Chris Smalls led a protest of workers who questioned Amazon’s decision to keep the warehouse operating despite news of a confirmed case of the coronavirus there last week.
“Amazon would rather fire workers than face up to its total failure to do what it should to keep us, our families, and our communities safe,” Smalls said in a statement. “I am outraged and disappointed, but I’m not shocked. As usual, Amazon would rather sweep a problem under the rug than act to keep workers and working communities safe.”
Smalls, an assistant manager at the facility, said over the weekend that workers wanted "the business closed down and sanitized before we return.”
About 60 workers took part in Monday’s protest, according to reports. Amazon disputed that number, saying 15 people walked out at the warehouse.
New York State Attorney General Letitia James called the firing of Smalls “immoral and inhumane.” She said her office was “considering all legal options.” She also sad she would call on the National Labor Relations Board to investigate.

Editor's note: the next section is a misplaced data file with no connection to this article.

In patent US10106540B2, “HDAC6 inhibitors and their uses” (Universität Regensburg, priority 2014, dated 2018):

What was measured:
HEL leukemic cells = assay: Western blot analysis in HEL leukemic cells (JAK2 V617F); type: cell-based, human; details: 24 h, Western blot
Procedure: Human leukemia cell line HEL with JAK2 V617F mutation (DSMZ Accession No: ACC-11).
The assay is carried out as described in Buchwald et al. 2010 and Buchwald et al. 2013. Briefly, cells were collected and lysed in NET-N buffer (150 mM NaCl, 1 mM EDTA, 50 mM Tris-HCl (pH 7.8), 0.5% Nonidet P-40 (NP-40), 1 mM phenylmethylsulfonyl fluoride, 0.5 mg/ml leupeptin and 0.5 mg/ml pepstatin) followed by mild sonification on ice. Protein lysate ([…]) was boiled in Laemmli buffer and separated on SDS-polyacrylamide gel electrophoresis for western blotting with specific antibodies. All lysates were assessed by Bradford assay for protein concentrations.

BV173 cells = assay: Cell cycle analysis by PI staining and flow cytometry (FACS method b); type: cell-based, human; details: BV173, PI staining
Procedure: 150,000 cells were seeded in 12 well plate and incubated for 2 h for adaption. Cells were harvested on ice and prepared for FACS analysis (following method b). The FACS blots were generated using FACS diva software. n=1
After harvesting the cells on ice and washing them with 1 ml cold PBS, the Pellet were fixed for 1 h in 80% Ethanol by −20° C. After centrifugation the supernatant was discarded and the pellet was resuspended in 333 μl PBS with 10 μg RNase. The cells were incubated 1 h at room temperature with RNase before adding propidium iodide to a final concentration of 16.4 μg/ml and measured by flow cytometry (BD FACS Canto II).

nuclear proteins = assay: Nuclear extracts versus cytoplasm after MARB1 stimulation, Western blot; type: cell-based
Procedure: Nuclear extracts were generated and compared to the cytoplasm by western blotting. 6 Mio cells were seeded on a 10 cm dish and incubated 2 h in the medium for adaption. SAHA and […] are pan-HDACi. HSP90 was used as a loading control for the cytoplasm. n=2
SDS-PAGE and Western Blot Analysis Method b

Amazon confirmed it fired Smalls, saying he violated safety regulations
“Mr. Smalls received multiple warnings for violating social distancing guidelines and putting the safety of others at risk,” Amazon said in a statement.
Smalls “was asked to remain home with pay for 14 days, which is a measure we’re taking at sites around the world. Despite that instruction to stay home with pay, he came on site today, March 30, further putting the teams at risk,” the company said.
Separately, employees at Whole Foods are planning a "sick out" Tuesday to protest what they see as inadequate working conditions at the Amazon subsidiary amid the coronavirus pandemic.